Interviewing for newspaper articles

image_pdfimage_print

Let me talk about newspaper interviewing here, and I’ll talk about interviewing for magazines and books in the next blog which should be out, here, in a couple of days.

When I was a new writer I mostly wrote articles for newspapers, and I ultimately had about 1700 of them published. The editors wanted many interviews in each article, usually two, three, or four people talked to and quoted (sometimes paraphrased, “____ thought that ____”). Features often used twice as many quotes, unless it was specifically about one person, when sometimes (rarely) that was enough.

Where do you find people to interview: on the scene, call them up (interview in person or on the phone), ask the person interviewed who else they suggest is knowledgeable about the topic, if it’s a controversy find out who is on both sides, ask the police or firemen who is doing the press on this, ask the coach…

So for newspapers there was no technique other than to look interested and keep eye contact with the person you were speaking to—that also made it easier to tell when they were lying, which was often. (You were expected to filter out the lies.) You approached the person, told them who you were and which newspaper you worked (or were writing for), smiled, and just asked questions. If they looked dubious or hostile, you handed them a card the newspaper gave you (if you were a staffer) that confirmed your lowly status and for whom. Charm helped, and I’m sure beauty made it easier for lasses, but mostly just getting to it and being clean and reasonably neat was enough–strike fast, keep going, thank them, and flee fast. Also have a notepad and a pen or pencil poised. Later it was a wee tape recorder (digital was best). But the further you went into the woods the less useful tape recorders were. The recorders so captured the person’s fancy in rural South America (how did you get a person inside it to make it turn?) that I stopped using one there to interview.

Mostly, you had to stay focused. Figure out what the story or piece was about and don’t stray very far in the questions you asked.

In fact, the best questions were starter questions that got the interviewee going, like, “Would you tell me what you saw when___ or what did so-and-so say when ___”? Then you just stood back and captured the heart of what they shared. If something didn’t make sense, you’d ask, “What you are saying is ___” and they would say yes and keep on going, or no, then give you another version. Usually I put the question I most needed answered second, so I could segue into it. After I got that answer the rest was gravy.

The biggest problem was getting people to talk at all. The second biggest problem was to get away before they fell over from talking!

If my presence (a real live reporter!) struck them mute. I’d just get out the card and show it like it was a detective’s shield and I’d remind them that we wanted to get the truth about ____ and I was hoping that they could help me out. It’ll just take five minutes, which was about right. Then I would ask a question, and not say anything more. The silence got so oppressive that they’d slowly start talking. I’d thank them regularly, and after I had written down about as much as they knew, I’d tell them to look in the paper tomorrow and they should be there!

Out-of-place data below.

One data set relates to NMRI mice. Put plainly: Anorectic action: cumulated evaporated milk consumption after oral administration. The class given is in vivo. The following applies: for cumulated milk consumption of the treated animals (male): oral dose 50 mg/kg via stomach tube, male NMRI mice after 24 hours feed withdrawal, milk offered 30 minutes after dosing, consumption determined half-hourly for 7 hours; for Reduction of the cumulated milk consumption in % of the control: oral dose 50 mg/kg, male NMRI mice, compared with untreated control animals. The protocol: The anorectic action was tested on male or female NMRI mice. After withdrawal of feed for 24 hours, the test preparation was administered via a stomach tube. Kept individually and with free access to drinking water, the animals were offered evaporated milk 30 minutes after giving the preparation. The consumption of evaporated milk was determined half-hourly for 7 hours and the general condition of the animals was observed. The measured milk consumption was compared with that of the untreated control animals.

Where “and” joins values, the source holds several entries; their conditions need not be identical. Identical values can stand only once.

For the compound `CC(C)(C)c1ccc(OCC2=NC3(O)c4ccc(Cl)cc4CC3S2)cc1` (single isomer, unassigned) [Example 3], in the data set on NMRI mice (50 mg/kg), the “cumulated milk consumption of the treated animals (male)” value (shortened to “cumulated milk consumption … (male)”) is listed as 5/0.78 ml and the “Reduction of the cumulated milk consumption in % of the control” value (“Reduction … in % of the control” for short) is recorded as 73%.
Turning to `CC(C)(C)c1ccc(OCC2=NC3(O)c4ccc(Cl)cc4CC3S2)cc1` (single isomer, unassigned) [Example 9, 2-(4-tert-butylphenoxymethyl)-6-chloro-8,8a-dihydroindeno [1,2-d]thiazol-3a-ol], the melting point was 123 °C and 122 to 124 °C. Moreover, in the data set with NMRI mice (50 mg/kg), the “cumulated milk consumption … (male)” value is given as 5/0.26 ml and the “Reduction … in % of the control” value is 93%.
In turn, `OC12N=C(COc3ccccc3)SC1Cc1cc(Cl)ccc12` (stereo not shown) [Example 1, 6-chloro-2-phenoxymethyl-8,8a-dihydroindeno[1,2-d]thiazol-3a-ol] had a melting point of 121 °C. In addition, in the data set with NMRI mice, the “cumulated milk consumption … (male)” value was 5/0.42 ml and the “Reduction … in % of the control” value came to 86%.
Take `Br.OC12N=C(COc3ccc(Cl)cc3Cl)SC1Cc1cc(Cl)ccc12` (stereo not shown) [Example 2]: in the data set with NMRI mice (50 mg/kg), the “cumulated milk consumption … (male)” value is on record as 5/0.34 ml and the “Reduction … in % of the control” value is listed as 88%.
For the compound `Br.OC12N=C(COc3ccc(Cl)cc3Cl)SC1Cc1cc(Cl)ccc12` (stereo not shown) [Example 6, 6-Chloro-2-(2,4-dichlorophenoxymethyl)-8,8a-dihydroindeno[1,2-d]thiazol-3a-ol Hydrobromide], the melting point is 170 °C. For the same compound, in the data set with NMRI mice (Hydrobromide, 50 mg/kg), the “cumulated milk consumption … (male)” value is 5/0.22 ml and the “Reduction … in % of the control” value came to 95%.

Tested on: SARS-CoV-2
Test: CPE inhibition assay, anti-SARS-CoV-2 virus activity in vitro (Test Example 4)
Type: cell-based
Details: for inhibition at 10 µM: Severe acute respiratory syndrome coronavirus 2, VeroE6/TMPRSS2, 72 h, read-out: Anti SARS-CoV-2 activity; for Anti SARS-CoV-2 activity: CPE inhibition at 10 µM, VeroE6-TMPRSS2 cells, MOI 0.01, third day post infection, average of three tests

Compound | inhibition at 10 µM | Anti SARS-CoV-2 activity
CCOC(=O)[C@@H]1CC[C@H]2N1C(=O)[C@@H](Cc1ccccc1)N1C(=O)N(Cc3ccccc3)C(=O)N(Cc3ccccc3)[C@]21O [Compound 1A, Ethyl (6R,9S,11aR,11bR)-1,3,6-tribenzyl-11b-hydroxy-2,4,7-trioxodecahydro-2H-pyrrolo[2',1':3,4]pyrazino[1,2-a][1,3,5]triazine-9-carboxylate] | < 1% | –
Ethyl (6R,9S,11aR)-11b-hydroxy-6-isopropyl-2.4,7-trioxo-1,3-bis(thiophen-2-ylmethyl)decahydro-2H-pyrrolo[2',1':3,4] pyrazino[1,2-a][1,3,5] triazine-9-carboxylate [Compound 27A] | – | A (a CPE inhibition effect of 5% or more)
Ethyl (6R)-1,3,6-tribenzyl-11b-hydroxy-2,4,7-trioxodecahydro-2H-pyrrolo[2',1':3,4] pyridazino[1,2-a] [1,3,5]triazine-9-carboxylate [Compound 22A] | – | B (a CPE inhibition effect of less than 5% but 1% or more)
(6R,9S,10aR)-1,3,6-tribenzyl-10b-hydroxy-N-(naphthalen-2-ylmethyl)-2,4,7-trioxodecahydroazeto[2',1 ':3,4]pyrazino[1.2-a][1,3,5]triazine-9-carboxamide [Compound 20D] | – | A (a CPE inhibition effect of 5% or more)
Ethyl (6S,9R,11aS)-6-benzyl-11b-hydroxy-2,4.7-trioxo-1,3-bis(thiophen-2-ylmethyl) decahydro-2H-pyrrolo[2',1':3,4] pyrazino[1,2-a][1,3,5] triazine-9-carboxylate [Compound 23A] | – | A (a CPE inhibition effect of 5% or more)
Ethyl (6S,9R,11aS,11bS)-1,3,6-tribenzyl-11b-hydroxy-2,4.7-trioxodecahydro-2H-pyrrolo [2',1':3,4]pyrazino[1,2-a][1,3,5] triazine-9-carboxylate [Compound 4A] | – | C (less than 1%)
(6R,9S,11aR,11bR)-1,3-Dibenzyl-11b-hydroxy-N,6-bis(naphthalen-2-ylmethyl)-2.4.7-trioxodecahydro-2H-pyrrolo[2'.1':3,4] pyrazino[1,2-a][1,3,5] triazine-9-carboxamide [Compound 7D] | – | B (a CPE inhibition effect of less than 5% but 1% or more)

If they talked too much, my job was to keep them on the topic, stay interested, and when I had what they knew, get going…

It’s true in newspaper work that the devil (other than you) was in the details. Any time they mentioned a person or place, I’d repeat it, and later double check the spelling of names and places (if they knew). I didn’t need their help with “Chicago” but if something like “Inhambupe” came up, I’d ask. The one thing you always had to get right, the correct spelling of the person’s name you were interviewing! I also got a phone number where I could contact them later if I had any follow-up questions.

The very first job I had for a newspaper was for the Des Plaines (Illinois) Suburban Times and Park Ridge Herald. The editor, Floyd Fulle, said when he hired me that the lad before me (writing high school sports) hand wrote everything and he seldom spelled a person’s name the same way twice. Fulle said he suspected that the high school, Maine Township, had 250 football players on the team because each had three or four different names. He told me, “one name per person, and get the list from the coach to see how it’s spelled.” (I have a funny article about that job in the Chicken Soup for Writers book, edited by Bud Gardner.)

Courage! If you do it wrong, the editor will promptly tell you. Ask how you can correct that, do it, and remember the next time. But you can reduce the trial and error by (1) first getting the facts right, (2) get the correct spellings, (3) let the person talk–new writers at first think it’s a conversation in which the person interviewed wants to hear about them, (4) turn it in on time, and (5) keep at it. (I go into the whole article-writing and -selling process in great detail in the Travel Writer’s Guide.)

Articles are made up of facts, quotes, and anecdotes. The first two are critical for newspapers. No interviews, usually no article, and no pay.

Best wishes,

Gordon Burgett

Share this:
Share this page via Email Share this page via Stumble Upon Share this page via Digg this Share this page via Facebook Share this page via Twitter

Comments are closed.